Isolationism: A Trend in Solitary Confinement?
Britain chose to exit the EU, Donald Trump was elected US President & Marine Le Pen’s loss let down 44% of the French electorate. These results were a result of a large cross-section of society feeling left out of the mainstream of economic progress and capital formation. An anti-establishment sentiment was triggered, and populist political figures rose to the fore.
Globalization and its Discontents 
Globalisation has had a transformational effect on the world economy by creating jobs, lifting millions out of poverty and providing consumers better goods at lower prices.
But the picture is not all rosy. The biggest problem for developed countries is the loss of jobs that are transferred to low-cost economies. According to Robert Scott of the Economic Policy Institute, for the US, China’s most favored nation status drained 3.2 million jobs, and the trade deficits with Japan and Mexico cost 896,000 jobs and 682,900 jobs respectively. 
Political Bosses Push the Brakes
On 5th January 2017, President-elect Trump threatened Toyota with a mega-border tax if they built a new plant in Mexico to manufacture cars for the US. The tweet sent Toyota’s stock crashing, losing 5% ($1.5 bn) of value in under 24 hours. While the stock has since recovered, there’s a larger lesson in the exercise.
With governments pushing for greater investment and job creation in their own country, global corporations like Toyota face the prospect of having their businesses hit by economic tools like trade tariffs and barriers.
Additionally, once-impoverished nations like India, China and Indonesia – now economic powers – expect corporations like Toyota to build locally, teach local workers new skills and share technological know-how. 
Toyota has manufacturing operations in 28 countries, while its vehicles are sold in over 170 countries . It is commercially and technically unviable for it to manufacture locally for every market. Setting up shop in a new location is complex, requiring facilities to build plants, cheap labor, seamless flow of raw materials and output, and favorable tax conditions.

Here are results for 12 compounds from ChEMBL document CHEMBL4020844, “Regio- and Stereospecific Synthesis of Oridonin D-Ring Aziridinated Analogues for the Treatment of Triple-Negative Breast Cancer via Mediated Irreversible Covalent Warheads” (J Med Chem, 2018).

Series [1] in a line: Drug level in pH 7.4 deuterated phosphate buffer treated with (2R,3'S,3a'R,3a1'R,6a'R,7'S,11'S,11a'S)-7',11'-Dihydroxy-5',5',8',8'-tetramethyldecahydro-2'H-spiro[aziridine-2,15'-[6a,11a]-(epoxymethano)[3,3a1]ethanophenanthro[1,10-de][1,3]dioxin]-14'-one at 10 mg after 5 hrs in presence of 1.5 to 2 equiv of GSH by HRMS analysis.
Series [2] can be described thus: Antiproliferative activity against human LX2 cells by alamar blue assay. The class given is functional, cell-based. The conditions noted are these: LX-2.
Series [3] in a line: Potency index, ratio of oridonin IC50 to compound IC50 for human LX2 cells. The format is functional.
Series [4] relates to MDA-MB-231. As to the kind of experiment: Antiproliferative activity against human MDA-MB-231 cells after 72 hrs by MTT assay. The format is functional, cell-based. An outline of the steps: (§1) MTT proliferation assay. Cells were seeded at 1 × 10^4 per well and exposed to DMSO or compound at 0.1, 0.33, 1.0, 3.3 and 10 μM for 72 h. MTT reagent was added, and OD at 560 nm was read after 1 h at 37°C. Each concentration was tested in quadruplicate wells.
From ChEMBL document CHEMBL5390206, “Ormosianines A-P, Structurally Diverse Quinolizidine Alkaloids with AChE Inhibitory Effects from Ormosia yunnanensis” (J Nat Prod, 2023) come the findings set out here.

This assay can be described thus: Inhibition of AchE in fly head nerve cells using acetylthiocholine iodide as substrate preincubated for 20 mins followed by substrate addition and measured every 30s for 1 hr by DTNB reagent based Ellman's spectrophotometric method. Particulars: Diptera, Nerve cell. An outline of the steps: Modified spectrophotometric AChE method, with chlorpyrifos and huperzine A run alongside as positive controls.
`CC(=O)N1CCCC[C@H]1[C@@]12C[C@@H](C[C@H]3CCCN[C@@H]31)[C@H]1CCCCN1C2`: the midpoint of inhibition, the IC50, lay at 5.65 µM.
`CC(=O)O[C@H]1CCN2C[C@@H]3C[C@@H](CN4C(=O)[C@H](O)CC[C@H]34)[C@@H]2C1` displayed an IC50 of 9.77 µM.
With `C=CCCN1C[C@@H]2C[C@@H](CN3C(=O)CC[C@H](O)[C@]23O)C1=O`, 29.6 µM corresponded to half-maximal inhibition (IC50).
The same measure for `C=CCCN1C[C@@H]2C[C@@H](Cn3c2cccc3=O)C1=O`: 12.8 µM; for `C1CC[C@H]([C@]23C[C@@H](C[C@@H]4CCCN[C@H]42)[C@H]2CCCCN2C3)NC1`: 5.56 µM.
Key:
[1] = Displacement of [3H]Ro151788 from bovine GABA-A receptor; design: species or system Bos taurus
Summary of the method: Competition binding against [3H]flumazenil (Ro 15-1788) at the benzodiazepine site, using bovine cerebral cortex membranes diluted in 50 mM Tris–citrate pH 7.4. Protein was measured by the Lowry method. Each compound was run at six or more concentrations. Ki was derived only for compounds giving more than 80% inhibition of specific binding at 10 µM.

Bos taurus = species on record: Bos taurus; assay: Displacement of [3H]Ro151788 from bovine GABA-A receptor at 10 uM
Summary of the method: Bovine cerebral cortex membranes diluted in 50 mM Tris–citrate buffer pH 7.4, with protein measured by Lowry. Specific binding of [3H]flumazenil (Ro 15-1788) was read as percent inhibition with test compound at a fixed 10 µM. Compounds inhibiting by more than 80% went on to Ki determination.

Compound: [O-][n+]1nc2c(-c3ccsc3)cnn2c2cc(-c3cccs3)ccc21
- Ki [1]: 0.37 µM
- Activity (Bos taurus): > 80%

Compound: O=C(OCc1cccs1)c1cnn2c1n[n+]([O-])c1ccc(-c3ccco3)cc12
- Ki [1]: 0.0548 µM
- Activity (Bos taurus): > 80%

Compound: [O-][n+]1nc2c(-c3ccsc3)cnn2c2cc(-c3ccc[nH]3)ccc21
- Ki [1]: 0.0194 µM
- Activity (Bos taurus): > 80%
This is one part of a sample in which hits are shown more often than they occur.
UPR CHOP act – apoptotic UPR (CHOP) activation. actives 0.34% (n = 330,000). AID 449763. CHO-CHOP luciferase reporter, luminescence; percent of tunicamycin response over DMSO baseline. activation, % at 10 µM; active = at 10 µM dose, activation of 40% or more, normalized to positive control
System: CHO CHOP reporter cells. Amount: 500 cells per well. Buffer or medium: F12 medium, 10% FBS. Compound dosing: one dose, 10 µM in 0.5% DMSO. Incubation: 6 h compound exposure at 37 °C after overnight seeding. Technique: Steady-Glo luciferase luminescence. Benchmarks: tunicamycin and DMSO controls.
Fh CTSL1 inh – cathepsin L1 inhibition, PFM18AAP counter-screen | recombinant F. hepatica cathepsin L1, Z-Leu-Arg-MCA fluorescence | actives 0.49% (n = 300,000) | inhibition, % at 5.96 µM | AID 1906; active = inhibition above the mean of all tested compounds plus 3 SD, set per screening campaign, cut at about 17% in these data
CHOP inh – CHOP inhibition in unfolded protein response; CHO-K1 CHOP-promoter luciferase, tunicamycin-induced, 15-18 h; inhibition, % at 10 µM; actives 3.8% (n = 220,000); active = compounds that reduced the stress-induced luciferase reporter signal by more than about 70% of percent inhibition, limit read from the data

Not Pulling The Andon Cord Yet
Toyota’s manufacturing process is well known for immediately addressing assembly line challenges, but its management is yet to push the panic button. The Japanese automaker issued a statement stating that the new Mexican plant would have no impact on US production or employment, and that the company would continue investing in the US. 
Recognizing the enormity of the threat, Toyota has gone out of its way to win favor with the new administration. Toyota President Akio Toyoda went on record to say that he looked forward to working with the Trump administration, following up with a meeting with VP-elect Mike Pence.
The Japanese government too has stepped in. Prime Minister Shinzo Abe’s cabinet secretary was quoted saying, “Toyota has tried to be a good corporate citizen in the US”. Mr, Abe also had a one-on-one meeting with the Mr. Toyoda prior to his official visit to the White House.
Clearly, Toyota is focused on strengthening its relationships with governments in key markets. Mr. Toyoda has been in dialogue with other heads of state, like Indian Prime Minister Modi, whom he met earlier this year to commit to the ‘Make In India’ program through a Toyota-Suzuki business partnership.
Toyota is undertaking a wise strategy. By deepening its ties with key governments, it betters its odds of minimizing the loss of short-term investments already underway. Simultaneously, Toyota can bolster future partnerships and negotiate sweet deals in return for enabling political leaders fulfill their economic agenda.
This is easier said than done. Building trusting relationships with governments requires sustained dialogue. Mr. Toyoda would need to regularly engage with them, but also empower local management to work closely with the government and take critical decisions that align stakeholder interests when possible. This will ensure that the relationship is not confined to the annual prodigal meeting. We have seen this strategy used by CEOs of large tech companies (Apple, Microsoft, Oracle) as they look to tap high-potential markets.
Elections today are won on the plank of job creation and economic growth. Political leaders need the private sector to deliver on this, and this is where the opportunity for Toyota arises. If it can find ways to boost production in high-growth economies, Toyota will be in a position to negotiate profitable exemptions and tax holidays. It would also provide a cushion against volatility in smaller markets.
Up for Debate: Quick Zip or a Long Drive?
Unlike climate change or digitalization, trade barriers are created and reversed by the stroke of a pen. This begs a couple of key strategic decisions:
- Populist leaders will find it hard to go back on their election manifestos and return to free trade. How does Toyota’s strategy change if isolationism does indeed become the new normal?
2. How can Toyota use its global influence to turn the current political atmosphere into an opportunity, negotiating manufacturing terms that are even more profitable than the status quo?
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 Title of book by Joseph Stiglitz. The book, however, focuses on the harm globalization does in developing countries